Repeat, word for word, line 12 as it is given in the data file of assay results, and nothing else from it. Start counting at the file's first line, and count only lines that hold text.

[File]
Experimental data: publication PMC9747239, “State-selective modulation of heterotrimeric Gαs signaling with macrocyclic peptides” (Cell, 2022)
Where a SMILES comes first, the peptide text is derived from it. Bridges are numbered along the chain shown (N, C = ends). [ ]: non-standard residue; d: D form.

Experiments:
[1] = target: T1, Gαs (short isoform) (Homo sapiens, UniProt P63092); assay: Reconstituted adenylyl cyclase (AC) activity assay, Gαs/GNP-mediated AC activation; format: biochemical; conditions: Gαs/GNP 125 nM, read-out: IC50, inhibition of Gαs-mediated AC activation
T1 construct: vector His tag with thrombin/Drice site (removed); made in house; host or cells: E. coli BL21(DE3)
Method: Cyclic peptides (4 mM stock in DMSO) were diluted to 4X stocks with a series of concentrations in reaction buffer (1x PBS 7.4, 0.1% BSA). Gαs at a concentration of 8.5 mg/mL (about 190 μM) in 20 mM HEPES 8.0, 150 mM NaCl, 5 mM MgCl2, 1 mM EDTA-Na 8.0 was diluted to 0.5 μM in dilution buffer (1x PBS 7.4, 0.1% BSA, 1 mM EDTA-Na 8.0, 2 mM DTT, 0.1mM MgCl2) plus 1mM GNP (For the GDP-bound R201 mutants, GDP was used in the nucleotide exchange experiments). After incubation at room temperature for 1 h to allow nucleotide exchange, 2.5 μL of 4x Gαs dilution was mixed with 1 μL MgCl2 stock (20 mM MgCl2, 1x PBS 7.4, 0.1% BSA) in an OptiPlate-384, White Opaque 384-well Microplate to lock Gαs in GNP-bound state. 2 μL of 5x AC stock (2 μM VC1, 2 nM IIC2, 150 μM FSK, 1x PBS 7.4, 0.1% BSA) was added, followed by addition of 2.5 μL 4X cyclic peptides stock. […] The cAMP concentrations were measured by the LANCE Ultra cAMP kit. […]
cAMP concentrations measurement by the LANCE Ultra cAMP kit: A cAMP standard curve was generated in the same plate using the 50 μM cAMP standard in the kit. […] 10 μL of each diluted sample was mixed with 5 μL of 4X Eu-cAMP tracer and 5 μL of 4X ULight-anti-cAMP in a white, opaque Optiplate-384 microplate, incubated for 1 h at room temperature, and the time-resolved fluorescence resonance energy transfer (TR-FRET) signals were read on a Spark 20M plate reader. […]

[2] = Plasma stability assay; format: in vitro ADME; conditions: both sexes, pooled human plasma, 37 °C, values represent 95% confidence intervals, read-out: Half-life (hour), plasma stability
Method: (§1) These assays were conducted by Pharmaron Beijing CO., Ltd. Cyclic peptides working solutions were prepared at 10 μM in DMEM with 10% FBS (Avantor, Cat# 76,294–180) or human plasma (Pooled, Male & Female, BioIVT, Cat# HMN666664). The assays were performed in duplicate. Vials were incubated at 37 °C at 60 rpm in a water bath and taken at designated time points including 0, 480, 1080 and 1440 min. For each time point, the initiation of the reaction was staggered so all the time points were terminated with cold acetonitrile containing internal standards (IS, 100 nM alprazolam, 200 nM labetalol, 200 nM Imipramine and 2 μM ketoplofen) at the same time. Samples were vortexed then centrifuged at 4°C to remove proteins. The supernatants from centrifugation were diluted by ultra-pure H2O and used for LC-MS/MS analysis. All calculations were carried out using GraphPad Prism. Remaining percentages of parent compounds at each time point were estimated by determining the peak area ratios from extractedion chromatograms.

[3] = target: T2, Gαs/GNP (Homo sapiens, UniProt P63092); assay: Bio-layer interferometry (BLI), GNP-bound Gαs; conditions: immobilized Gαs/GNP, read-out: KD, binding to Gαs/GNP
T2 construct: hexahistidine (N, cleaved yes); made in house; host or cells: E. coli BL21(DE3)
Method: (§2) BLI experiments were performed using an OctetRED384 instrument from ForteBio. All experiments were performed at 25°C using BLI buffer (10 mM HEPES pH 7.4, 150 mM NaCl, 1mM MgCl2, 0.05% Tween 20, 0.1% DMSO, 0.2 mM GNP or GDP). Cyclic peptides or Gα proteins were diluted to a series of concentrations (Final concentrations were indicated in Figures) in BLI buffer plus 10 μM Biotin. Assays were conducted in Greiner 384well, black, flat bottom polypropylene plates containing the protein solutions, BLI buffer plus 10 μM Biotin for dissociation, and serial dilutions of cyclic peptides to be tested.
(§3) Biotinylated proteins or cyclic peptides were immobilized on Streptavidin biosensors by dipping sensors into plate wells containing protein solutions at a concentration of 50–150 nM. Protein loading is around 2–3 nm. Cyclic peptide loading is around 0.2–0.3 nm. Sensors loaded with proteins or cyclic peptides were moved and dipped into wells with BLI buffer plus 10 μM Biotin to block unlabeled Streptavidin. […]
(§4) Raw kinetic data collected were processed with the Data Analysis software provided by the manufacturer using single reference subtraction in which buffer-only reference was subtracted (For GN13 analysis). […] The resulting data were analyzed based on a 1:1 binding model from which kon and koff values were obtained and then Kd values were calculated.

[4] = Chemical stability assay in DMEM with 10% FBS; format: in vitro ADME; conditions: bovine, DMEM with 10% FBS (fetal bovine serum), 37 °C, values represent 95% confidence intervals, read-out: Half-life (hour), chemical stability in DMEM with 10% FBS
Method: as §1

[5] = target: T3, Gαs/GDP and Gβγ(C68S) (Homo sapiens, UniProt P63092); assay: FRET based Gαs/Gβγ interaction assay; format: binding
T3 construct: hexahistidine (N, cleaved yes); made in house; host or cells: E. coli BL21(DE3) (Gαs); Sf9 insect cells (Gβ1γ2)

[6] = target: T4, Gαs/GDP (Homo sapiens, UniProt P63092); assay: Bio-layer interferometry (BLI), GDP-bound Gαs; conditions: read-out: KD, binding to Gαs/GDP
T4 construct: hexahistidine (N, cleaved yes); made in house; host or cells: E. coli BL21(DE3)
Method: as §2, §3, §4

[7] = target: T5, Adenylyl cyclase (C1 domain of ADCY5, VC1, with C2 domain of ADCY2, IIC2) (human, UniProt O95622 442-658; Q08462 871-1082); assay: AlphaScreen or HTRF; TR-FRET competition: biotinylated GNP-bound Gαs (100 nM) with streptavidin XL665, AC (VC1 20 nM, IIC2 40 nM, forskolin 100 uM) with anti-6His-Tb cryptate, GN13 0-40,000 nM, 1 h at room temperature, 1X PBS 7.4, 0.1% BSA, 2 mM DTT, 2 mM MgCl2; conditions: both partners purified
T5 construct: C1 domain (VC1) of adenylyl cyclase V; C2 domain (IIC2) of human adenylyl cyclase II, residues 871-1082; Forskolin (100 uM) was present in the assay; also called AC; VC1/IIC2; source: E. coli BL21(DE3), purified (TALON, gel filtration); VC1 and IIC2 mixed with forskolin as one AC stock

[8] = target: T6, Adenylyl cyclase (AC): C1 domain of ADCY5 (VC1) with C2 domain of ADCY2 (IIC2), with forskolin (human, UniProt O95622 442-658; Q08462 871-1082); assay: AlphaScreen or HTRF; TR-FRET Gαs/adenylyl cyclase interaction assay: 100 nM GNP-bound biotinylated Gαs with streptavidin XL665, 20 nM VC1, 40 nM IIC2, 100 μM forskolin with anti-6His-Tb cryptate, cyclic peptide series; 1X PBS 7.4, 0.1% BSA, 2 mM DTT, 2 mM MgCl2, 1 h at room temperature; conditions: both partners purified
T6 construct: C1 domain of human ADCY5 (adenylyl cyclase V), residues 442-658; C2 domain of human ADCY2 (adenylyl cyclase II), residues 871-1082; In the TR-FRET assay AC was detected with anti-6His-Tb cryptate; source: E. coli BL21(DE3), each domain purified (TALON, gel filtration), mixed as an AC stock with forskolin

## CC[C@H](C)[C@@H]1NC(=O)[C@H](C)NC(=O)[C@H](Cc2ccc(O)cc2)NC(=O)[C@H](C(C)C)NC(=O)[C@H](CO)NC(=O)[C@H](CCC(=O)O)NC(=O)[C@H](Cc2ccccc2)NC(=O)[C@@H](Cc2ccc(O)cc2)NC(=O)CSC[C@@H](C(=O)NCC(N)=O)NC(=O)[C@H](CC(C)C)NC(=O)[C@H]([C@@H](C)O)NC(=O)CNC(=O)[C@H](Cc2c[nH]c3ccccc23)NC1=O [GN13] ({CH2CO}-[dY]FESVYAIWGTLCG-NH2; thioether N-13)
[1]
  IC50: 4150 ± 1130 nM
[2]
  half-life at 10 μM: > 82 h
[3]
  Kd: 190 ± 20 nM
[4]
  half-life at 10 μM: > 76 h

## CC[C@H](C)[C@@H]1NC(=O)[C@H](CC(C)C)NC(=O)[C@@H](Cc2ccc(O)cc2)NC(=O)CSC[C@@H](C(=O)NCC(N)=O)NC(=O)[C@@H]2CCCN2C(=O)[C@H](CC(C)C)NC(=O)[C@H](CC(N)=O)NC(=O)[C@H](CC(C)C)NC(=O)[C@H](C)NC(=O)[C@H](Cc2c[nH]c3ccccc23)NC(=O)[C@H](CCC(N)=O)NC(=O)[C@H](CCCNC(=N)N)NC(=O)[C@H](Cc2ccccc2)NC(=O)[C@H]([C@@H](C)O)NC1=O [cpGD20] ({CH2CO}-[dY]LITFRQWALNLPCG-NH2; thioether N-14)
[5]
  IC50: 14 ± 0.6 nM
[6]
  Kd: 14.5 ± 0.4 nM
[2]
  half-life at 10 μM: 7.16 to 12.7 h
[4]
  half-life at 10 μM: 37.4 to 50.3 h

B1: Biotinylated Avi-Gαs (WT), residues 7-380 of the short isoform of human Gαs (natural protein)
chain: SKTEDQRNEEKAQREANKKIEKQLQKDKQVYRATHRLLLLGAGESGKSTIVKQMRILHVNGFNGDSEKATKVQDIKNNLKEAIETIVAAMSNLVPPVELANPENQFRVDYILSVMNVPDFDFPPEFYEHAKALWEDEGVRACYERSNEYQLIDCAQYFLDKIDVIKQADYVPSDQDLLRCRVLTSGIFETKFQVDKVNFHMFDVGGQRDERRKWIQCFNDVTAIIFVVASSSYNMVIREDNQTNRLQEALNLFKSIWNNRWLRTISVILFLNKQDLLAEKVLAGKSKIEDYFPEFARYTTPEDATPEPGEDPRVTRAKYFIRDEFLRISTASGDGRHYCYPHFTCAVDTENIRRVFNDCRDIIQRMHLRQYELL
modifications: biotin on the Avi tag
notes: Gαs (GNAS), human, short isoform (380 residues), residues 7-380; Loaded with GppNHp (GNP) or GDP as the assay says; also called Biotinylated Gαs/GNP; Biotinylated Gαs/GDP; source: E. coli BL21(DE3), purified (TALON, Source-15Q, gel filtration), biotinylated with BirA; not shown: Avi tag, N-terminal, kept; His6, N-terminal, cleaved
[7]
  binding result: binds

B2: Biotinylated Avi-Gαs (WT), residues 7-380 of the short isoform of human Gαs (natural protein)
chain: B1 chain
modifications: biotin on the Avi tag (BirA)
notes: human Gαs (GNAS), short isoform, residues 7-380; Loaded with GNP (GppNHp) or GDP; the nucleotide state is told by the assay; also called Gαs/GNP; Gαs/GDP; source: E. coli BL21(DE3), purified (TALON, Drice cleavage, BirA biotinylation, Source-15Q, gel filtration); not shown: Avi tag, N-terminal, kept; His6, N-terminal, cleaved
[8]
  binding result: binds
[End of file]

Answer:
Method: (§2) BLI experiments were performed using an OctetRED384 instrument from ForteBio. All experiments were performed at 25°C using BLI buffer (10 mM HEPES pH 7.4, 150 mM NaCl, 1mM MgCl2, 0.05% Tween 20, 0.1% DMSO, 0.2 mM GNP or GDP). Cyclic peptides or Gα proteins were diluted to a series of concentrations (Final concentrations were indicated in Figures) in BLI buffer plus 10 μM Biotin. Assays were conducted in Greiner 384well, black, flat bottom polypropylene plates containing the protein solutions, BLI buffer plus 10 μM Biotin for dissociation, and serial dilutions of cyclic peptides to be tested.